Thursday, October 08, 2009

Chamber Blues '09

Since so many musicians supposedly defy and blur and transcend genre labels, preconceptions and pigeonholes -- there's a whole arsenal of clich├ęs available to critics about genre-busting -- you'd think that there wouldn't be musical genres at all. Yet the descriptions have their uses. As Corky Siegel writes on his Chamber Blues web site: "My greatest inspiration in my life has been the blues. What an amazing opportunity in 1966 at Pepper's Show Lounge on the South Side of Chicago as a young musician blues lover to be part of the house band that hosted Muddy Waters, Howlin Wolf, Willie Dixon, Hound Dog Taylor, Little Walter, James Cotton, Junior Wells, Buddy Guy and all the great blues masters you can think of...


"And then this Japanese fellow shows up in 1966 and wants my band -- Siegel-Schwall -- to jam with his band. His band was the Chicago Symphony Orchestra and he was Seiji Ozawa. He explained that blues was the very spark that classical music needed. Traditionally classical music forms borrowed from the folk forms of the day. And what more important folk form is there then the blues?"



Besides Corky Siegel and Howard Levy on harmonica and piano, the rest of Chamber Blues at the Prairie Center for the Arts last Saturday were the West End String Quartet and percussionist Frank Donaldson. With his toothy smile and talent with anything he touched, hit, shook, rubbed or scraped -- bongos, tabla, tambourine, triangle, cymbals and other items I can't put a name to -- Donaldson was a hit with the audience. Early on, he donned a metal vest and played that for a few minutes, sounding unlike anything I'd ever heard.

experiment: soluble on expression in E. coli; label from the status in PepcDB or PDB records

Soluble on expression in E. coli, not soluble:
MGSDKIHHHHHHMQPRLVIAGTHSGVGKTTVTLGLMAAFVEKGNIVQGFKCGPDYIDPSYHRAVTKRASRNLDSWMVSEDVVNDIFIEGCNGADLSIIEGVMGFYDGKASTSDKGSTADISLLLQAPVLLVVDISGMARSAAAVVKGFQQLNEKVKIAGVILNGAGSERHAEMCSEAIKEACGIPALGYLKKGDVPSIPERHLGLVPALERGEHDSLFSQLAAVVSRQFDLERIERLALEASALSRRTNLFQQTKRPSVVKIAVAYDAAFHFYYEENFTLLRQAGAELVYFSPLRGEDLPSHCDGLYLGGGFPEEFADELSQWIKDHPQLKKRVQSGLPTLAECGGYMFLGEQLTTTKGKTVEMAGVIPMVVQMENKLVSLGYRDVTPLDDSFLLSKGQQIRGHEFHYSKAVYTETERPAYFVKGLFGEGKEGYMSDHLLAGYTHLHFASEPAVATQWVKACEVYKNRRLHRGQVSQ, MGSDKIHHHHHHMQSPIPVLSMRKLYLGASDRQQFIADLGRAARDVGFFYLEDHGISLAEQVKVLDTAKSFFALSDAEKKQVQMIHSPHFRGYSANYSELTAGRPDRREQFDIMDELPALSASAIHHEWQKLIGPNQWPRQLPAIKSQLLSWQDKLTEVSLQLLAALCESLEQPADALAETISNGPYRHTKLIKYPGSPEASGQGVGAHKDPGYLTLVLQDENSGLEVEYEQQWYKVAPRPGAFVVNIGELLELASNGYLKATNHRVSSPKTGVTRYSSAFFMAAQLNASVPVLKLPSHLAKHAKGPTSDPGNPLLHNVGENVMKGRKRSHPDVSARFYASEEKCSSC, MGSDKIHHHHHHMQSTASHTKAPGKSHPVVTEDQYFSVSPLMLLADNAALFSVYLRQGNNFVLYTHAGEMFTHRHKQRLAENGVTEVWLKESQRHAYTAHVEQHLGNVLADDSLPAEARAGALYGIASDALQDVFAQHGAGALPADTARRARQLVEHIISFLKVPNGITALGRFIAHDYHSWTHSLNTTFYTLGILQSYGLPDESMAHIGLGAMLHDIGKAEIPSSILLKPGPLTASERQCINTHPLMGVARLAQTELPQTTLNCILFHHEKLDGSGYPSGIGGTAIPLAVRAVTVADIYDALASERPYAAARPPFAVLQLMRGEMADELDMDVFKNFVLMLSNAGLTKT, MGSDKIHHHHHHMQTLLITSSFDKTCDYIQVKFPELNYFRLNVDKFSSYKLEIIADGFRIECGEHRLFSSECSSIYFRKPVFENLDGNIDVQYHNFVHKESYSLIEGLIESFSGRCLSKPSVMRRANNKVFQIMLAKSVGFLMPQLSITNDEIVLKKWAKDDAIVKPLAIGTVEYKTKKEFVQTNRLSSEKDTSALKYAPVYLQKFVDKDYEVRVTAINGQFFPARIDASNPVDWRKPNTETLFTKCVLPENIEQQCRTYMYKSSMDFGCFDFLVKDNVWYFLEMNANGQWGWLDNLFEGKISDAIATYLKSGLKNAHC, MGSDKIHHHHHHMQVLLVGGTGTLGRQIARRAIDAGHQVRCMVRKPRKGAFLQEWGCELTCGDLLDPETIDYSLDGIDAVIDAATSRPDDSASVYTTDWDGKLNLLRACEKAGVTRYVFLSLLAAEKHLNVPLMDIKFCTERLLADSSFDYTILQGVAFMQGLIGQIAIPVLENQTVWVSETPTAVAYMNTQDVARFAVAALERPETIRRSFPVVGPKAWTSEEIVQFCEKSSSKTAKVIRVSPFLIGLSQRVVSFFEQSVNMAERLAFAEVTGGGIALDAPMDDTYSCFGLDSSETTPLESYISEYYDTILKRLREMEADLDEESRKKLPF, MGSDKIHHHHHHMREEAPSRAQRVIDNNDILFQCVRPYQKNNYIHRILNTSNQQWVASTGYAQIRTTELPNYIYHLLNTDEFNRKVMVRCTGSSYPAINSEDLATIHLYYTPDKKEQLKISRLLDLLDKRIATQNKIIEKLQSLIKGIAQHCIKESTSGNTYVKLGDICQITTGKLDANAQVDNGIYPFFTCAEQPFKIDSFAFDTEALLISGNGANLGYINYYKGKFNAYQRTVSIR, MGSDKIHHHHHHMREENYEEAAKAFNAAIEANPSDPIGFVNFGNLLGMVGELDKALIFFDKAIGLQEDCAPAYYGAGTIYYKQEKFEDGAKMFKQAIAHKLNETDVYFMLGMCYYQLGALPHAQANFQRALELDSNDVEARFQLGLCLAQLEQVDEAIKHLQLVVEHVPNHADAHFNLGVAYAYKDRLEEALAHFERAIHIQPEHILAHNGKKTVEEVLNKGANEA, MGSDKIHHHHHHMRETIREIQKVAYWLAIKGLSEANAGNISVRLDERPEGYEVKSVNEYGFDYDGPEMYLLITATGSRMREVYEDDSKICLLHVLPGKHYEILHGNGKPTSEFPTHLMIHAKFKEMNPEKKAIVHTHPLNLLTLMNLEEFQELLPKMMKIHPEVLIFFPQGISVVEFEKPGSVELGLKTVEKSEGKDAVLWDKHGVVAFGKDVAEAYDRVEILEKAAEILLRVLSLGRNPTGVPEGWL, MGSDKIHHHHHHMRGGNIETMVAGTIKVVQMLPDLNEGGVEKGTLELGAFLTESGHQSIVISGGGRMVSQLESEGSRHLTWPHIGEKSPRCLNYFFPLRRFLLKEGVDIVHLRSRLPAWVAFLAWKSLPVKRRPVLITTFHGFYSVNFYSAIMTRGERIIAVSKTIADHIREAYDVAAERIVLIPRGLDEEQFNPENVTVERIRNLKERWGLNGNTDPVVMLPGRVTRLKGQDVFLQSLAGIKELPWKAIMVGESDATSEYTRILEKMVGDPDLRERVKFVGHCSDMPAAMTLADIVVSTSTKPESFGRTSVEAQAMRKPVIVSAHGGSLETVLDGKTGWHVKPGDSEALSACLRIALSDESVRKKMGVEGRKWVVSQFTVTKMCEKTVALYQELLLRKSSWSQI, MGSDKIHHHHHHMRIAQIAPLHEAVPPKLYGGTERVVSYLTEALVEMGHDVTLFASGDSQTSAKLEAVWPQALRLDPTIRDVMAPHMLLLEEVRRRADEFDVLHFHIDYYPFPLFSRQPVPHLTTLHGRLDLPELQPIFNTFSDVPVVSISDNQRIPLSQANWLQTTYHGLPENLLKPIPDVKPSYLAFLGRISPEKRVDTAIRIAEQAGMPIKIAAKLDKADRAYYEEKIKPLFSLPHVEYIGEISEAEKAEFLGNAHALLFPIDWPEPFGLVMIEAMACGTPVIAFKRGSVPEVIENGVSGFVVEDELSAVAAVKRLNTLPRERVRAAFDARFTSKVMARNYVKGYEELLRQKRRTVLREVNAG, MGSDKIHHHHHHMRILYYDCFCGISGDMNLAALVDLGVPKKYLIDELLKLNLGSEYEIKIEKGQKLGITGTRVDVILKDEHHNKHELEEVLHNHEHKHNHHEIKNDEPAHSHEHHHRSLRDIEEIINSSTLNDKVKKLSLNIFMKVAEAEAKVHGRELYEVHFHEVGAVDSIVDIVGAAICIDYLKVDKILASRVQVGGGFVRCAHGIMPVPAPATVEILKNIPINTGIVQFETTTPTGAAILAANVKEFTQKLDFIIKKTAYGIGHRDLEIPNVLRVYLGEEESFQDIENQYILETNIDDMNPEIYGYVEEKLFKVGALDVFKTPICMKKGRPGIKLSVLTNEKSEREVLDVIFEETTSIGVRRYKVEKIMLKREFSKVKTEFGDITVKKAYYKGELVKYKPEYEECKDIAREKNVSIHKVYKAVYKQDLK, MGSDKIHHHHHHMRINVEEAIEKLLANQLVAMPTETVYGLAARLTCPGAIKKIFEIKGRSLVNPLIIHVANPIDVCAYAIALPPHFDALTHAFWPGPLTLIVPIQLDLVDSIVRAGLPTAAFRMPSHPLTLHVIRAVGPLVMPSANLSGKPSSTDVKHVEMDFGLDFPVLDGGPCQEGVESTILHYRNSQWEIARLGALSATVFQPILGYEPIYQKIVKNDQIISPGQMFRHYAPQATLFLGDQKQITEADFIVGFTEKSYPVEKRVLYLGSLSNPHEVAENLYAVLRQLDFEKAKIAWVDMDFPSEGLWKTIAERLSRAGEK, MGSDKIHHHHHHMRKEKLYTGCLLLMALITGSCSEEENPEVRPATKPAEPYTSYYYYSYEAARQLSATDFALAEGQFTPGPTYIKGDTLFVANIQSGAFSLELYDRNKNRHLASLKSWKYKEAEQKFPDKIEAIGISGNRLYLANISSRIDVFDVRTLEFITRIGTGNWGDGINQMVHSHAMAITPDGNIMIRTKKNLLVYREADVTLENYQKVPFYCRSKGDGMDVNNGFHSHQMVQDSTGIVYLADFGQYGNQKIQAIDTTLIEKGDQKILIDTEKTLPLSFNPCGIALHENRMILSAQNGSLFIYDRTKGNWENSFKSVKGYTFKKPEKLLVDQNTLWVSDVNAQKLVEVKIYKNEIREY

Sometimes the quartet had their own moments in the spotlight, either all together (as you'd expect), or during duets or solos. The young violinists Chihsuan Yang and Aurelien Fort-Pederzoll did their ensemble parts expertly, but at one point broke into what I can only describe as a friendly fiddle contest. The fetching Yang also had the opportunity to play the erhu, the Chinese two-stringed fiddle, for one piece. Rounding out things were violist Doyle Armburst and cellist Jill Kaeding.


All together, or sometimes separately, Chamber Blues played for about two hours. For the encore, Corky Siegel came out by himself and said that he asked everyone else to leave, because they couldn't sit around and not play. He then started in at the piano, and sang a song about how he couldn't be a vegetarian (or a potato man, as the song had it). One by one, the other members of Chamber Blues came back on stage, with Corky pretending not to notice until they surrounded the piano. At that point, at least four of them -- I couldn't quite see how many -- played with him on piano, each contributing a hand. I don't know how that can sound good, but it did. A rousing finish for a joyous concert.

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